Are Carbon Offsets for Real?
Carbon Offsets are one of the newest inventions in the search for ways to reduce ones carbon footprint. The idea is that you purchase a number of offsets to compensate for the amount of carbon you are responsible for generating by traveling, building a new house or just day to day consumer purchases. The question is - are they for real?
Well this question has occurred to the Federal Trade Commission as well and they have held a public workshop to start looking into the subject. The FTC's concern appears to be well founded given the potential for fraud. If a company says that they will plant X number of trees which will offset Y pounds of carbon there needs to be verification that the trees are planted. As well, there should be independent confirmation that the trees grow to maturity and the plantation is maintained. I think that accountability and independent verification would be a good thing for the carbon offset market.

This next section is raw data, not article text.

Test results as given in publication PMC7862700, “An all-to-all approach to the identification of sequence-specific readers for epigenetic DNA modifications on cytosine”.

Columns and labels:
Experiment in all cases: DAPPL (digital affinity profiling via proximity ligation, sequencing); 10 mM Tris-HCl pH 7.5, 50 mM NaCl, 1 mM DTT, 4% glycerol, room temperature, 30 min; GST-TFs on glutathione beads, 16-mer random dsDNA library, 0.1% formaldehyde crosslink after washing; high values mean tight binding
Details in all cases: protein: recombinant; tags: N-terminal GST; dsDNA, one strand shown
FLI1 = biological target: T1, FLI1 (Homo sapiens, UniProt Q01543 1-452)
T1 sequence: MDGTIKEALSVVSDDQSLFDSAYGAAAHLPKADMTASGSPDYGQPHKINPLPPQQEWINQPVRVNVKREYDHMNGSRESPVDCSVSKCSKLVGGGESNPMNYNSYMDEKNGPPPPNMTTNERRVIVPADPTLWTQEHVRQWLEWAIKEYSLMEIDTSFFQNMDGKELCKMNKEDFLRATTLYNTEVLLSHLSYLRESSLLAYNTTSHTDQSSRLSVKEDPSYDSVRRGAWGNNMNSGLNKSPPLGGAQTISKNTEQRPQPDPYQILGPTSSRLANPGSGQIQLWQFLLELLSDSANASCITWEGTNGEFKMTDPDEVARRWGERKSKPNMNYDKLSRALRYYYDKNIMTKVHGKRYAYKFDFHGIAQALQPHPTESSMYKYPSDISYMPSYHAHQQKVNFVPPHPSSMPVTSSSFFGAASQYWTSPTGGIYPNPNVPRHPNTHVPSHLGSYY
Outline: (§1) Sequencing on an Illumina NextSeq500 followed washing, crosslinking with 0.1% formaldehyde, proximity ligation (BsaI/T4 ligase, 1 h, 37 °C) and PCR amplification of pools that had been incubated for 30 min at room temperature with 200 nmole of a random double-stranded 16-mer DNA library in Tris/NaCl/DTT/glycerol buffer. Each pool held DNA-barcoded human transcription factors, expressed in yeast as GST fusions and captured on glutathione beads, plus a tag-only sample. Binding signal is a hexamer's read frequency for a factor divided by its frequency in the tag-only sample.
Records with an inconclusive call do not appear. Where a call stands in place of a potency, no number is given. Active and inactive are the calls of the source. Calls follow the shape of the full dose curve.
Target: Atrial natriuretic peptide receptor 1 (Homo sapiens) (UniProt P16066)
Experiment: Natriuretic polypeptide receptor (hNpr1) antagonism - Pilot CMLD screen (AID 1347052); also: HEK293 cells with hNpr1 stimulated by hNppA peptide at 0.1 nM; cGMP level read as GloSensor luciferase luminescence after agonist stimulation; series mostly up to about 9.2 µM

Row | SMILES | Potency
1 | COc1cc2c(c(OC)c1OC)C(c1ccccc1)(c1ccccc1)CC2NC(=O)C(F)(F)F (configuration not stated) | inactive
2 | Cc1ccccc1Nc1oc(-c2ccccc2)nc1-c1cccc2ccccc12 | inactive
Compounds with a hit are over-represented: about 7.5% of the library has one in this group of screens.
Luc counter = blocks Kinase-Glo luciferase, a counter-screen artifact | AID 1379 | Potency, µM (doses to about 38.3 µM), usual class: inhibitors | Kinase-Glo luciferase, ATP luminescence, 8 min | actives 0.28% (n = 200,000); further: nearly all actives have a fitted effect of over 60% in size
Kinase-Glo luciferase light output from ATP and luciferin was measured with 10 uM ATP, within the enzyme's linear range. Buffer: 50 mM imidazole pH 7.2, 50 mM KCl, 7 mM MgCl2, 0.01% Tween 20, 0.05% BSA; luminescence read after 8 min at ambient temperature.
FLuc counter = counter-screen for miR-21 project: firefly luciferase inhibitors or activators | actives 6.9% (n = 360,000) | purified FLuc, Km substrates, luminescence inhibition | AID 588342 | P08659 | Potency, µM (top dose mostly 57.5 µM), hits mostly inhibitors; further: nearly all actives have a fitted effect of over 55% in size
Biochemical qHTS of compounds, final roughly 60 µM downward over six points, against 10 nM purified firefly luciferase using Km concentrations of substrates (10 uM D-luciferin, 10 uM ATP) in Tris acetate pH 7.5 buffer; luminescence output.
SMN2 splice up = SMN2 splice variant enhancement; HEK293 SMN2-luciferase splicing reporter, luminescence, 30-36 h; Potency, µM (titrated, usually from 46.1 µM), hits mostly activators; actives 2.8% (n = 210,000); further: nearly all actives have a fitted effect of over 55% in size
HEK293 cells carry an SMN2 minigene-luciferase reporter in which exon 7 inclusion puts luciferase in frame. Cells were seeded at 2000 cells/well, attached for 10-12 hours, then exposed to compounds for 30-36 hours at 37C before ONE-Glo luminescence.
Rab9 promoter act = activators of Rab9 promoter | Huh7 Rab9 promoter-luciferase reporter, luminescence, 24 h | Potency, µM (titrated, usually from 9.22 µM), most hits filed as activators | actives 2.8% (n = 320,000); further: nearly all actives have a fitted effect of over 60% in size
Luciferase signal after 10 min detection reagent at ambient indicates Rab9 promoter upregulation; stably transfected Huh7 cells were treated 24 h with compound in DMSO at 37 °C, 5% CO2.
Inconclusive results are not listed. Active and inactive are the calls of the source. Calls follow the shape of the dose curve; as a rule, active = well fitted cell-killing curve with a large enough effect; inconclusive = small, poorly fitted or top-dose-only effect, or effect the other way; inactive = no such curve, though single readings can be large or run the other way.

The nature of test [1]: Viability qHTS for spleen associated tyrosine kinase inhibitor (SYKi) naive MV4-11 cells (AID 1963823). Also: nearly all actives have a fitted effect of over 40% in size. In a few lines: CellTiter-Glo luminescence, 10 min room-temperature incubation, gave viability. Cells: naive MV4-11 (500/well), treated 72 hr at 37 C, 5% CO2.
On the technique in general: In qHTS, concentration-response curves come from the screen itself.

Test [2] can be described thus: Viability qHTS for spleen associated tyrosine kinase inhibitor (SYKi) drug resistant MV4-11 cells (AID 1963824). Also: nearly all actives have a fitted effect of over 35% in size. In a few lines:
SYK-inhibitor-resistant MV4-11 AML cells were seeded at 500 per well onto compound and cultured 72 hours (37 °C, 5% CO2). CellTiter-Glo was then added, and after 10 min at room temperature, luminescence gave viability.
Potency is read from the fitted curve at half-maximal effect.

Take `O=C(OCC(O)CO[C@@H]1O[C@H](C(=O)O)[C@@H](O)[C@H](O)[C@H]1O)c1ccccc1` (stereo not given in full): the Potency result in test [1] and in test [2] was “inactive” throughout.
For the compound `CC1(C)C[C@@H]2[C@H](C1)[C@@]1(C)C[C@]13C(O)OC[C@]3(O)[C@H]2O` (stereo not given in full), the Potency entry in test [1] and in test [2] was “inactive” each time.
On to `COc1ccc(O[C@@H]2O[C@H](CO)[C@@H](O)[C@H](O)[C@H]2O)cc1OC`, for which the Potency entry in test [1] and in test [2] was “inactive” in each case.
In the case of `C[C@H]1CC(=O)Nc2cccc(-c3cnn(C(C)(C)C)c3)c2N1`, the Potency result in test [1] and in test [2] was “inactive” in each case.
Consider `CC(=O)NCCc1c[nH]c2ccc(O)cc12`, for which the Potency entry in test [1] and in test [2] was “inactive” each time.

However, I wonder if some people may be missing the forest for the trees. If the goal is to reduce your overall carbon footprint then carbon offsets don't do that. A carbon offset just compensates for your existing consumption. Carbon offsets have been compared to indulgences as a way of buying environmental instead of holy righteousness. I think that the analogy isn't far off.
I think that it is at least as effective, and probably cheaper, to find more ways to reduce your fossil energy use and carbon emissions. Increasing home and workplace energy efficiency, choosing the most efficient mode of travel, selecting the most efficient tools and appliances all work directly to reduce your carbon footprint. Conveniently, choosing more efficient products, vehicles, etc. tends to reduce both costs and carbon output in the long run.
If after all of that you still want to do something to soak up some CO2, then you could plant a tree. The best type of tree will depend on your climate, but a native, fast-growing hardwood tree is a good choice.